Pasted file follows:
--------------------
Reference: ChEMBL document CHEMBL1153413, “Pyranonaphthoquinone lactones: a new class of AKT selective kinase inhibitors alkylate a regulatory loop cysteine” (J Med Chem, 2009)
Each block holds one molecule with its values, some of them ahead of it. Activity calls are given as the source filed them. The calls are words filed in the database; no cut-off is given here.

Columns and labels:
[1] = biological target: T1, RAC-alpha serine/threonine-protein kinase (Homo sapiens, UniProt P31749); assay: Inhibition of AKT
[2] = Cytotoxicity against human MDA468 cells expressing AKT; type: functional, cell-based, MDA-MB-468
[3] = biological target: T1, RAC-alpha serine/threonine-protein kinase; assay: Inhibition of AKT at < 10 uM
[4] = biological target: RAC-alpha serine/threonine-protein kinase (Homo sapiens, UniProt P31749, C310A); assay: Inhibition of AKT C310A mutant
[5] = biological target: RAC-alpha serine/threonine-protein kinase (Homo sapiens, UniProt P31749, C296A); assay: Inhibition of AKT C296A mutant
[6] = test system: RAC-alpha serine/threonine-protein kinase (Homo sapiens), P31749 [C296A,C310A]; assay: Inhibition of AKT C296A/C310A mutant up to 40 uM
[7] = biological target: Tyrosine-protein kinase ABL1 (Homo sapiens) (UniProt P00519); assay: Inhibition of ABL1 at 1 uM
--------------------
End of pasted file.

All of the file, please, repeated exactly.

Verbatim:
Reference: ChEMBL document CHEMBL1153413, “Pyranonaphthoquinone lactones: a new class of AKT selective kinase inhibitors alkylate a regulatory loop cysteine” (J Med Chem, 2009)
Each block holds one molecule with its values, some of them ahead of it. Activity calls are given as the source filed them. The calls are words filed in the database; no cut-off is given here.

Columns and labels:
[1] = biological target: T1, RAC-alpha serine/threonine-protein kinase (Homo sapiens, UniProt P31749); assay: Inhibition of AKT
[2] = Cytotoxicity against human MDA468 cells expressing AKT; type: functional, cell-based, MDA-MB-468
[3] = biological target: T1, RAC-alpha serine/threonine-protein kinase; assay: Inhibition of AKT at < 10 uM
[4] = biological target: RAC-alpha serine/threonine-protein kinase (Homo sapiens, UniProt P31749, C310A); assay: Inhibition of AKT C310A mutant
[5] = biological target: RAC-alpha serine/threonine-protein kinase (Homo sapiens, UniProt P31749, C296A); assay: Inhibition of AKT C296A mutant
[6] = test system: RAC-alpha serine/threonine-protein kinase (Homo sapiens), P31749 [C296A,C310A]; assay: Inhibition of AKT C296A/C310A mutant up to 40 uM
[7] = biological target: Tyrosine-protein kinase ABL1 (Homo sapiens) (UniProt P00519); assay: Inhibition of ABL1 at 1 uM